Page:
The recent power move of Verizon acquiring AOL — one of a few major moves in the telecom industry — is now producing consequences for data privacy hawks and Verizon’s advertising coffers. And whether or not Verizon Wireless customers know it or like it, they’re all involved in the process.
The AOL Advertising Network, which collects information from traffic from its sites and other vendors using AOL’s services, is merging with Verizon’s ad services.
Here’s what Verizon and AOL are already gathering:
- postal address
- email address
- very specific parameters about your “mobile web browsing, app and feature usage and location of your device”
- other information about what Verizon products and services you use and how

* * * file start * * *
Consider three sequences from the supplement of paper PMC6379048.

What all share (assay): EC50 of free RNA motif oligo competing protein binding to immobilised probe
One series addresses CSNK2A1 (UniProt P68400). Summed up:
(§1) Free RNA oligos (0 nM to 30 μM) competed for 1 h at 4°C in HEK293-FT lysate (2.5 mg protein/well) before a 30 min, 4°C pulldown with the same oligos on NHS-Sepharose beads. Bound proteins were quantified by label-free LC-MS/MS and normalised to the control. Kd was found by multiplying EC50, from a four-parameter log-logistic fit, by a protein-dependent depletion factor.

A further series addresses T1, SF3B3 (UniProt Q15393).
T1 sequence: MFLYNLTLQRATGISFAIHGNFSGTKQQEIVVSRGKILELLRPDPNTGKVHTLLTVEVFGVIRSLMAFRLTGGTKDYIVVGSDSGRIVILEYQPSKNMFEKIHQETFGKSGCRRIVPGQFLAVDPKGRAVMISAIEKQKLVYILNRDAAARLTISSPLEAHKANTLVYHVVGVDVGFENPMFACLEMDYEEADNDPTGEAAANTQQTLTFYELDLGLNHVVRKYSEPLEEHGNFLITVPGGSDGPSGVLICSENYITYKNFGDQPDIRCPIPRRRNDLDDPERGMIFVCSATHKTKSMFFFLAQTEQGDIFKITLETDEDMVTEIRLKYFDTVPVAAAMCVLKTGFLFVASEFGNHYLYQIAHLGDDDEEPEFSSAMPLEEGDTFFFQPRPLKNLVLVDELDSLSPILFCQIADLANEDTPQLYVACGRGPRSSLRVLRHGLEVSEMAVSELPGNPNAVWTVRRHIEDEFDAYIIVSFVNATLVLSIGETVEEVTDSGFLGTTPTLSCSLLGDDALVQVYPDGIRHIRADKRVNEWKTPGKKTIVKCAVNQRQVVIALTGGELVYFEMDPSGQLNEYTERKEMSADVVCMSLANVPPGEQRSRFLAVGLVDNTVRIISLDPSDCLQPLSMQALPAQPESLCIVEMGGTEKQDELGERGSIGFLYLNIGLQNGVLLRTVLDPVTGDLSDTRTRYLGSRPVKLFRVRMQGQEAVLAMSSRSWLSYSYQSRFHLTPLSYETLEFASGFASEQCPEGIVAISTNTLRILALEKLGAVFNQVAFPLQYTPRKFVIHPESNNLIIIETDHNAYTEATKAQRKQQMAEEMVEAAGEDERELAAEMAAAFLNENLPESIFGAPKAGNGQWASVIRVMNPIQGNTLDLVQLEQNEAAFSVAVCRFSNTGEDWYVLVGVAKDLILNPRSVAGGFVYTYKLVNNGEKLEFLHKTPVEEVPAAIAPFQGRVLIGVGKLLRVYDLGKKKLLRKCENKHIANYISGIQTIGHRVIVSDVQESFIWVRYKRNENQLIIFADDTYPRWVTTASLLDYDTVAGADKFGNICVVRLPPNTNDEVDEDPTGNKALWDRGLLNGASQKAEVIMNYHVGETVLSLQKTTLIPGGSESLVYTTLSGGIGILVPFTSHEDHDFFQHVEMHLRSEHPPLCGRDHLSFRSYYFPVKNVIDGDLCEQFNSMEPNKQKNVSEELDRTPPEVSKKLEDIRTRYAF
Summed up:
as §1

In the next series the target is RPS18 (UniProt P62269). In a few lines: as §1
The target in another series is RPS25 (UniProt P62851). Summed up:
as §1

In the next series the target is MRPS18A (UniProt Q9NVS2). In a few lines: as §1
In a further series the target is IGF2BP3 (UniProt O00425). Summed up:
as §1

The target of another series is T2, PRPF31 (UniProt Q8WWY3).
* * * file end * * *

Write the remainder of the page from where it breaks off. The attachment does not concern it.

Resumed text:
- data from third-party providers (“gender, age range, and interests”)
The way Verizon tracks right now is with a supercookie tracker it attaches to all the internet interfaces you use, barring encrypted sites (like your online banking account).
That’s a ton of data from the most popular wireless carrier in the US. Data that, privacy advocate group Access asserts, is not encrypted when it’s being transmitted and can be very easily intercepted by parties not in Verizon and AOL’s ad network. Furthermore, it’s an opt-out program: that means Verizon subscribers are being tracked unless they say they don’t want to.
If you’re a Verizon customer and want to opt out, check your privacy settings on your MyVerizon page. A phone number is available for you to call at the Verizon link below.
Just a note that with this ad services merger comes a wider net for Verizon to cast and more unencrypted data that you may send — and possibly get stolen.
Full disclosure: Verizon — formerly AOL — is the parent company of Engadget